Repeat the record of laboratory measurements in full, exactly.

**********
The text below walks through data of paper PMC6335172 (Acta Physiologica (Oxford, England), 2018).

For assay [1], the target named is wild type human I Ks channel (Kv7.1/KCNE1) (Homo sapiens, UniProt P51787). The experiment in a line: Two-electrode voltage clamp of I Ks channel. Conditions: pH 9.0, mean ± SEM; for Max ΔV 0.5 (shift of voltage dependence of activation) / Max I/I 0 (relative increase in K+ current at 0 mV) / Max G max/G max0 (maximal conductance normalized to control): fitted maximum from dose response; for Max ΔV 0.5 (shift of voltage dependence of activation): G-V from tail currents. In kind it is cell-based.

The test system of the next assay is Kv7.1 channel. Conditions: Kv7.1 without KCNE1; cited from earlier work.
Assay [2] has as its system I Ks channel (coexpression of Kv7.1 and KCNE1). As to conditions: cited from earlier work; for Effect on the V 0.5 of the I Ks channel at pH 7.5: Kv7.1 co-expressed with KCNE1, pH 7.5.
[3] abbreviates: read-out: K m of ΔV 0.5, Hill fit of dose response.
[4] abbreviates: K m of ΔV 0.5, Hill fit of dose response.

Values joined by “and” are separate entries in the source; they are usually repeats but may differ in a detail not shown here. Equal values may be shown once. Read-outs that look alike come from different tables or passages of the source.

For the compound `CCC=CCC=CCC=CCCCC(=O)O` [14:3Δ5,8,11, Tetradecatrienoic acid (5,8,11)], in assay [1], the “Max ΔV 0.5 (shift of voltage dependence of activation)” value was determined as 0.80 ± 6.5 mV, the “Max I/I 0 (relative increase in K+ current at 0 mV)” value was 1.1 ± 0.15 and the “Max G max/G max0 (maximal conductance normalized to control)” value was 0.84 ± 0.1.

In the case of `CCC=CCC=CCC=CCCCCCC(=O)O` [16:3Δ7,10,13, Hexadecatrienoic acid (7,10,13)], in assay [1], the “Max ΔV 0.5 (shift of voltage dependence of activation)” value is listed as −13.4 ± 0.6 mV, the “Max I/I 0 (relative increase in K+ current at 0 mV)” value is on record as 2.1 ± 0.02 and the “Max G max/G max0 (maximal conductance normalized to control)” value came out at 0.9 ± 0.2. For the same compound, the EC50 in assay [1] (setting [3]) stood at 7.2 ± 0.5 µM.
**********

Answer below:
The text below walks through data of paper PMC6335172 (Acta Physiologica (Oxford, England), 2018).

For assay [1], the target named is wild type human I Ks channel (Kv7.1/KCNE1) (Homo sapiens, UniProt P51787). The experiment in a line: Two-electrode voltage clamp of I Ks channel. Conditions: pH 9.0, mean ± SEM; for Max ΔV 0.5 (shift of voltage dependence of activation) / Max I/I 0 (relative increase in K+ current at 0 mV) / Max G max/G max0 (maximal conductance normalized to control): fitted maximum from dose response; for Max ΔV 0.5 (shift of voltage dependence of activation): G-V from tail currents. In kind it is cell-based.

The test system of the next assay is Kv7.1 channel. Conditions: Kv7.1 without KCNE1; cited from earlier work.
Assay [2] has as its system I Ks channel (coexpression of Kv7.1 and KCNE1). As to conditions: cited from earlier work; for Effect on the V 0.5 of the I Ks channel at pH 7.5: Kv7.1 co-expressed with KCNE1, pH 7.5.
[3] abbreviates: read-out: K m of ΔV 0.5, Hill fit of dose response.
[4] abbreviates: K m of ΔV 0.5, Hill fit of dose response.

Values joined by “and” are separate entries in the source; they are usually repeats but may differ in a detail not shown here. Equal values may be shown once. Read-outs that look alike come from different tables or passages of the source.

For the compound `CCC=CCC=CCC=CCCCC(=O)O` [14:3Δ5,8,11, Tetradecatrienoic acid (5,8,11)], in assay [1], the “Max ΔV 0.5 (shift of voltage dependence of activation)” value was determined as 0.80 ± 6.5 mV, the “Max I/I 0 (relative increase in K+ current at 0 mV)” value was 1.1 ± 0.15 and the “Max G max/G max0 (maximal conductance normalized to control)” value was 0.84 ± 0.1.

In the case of `CCC=CCC=CCC=CCCCCCC(=O)O` [16:3Δ7,10,13, Hexadecatrienoic acid (7,10,13)], in assay [1], the “Max ΔV 0.5 (shift of voltage dependence of activation)” value is listed as −13.4 ± 0.6 mV, the “Max I/I 0 (relative increase in K+ current at 0 mV)” value is on record as 2.1 ± 0.02 and the “Max G max/G max0 (maximal conductance normalized to control)” value came out at 0.9 ± 0.2. For the same compound, the EC50 in assay [1] (setting [3]) stood at 7.2 ± 0.5 µM.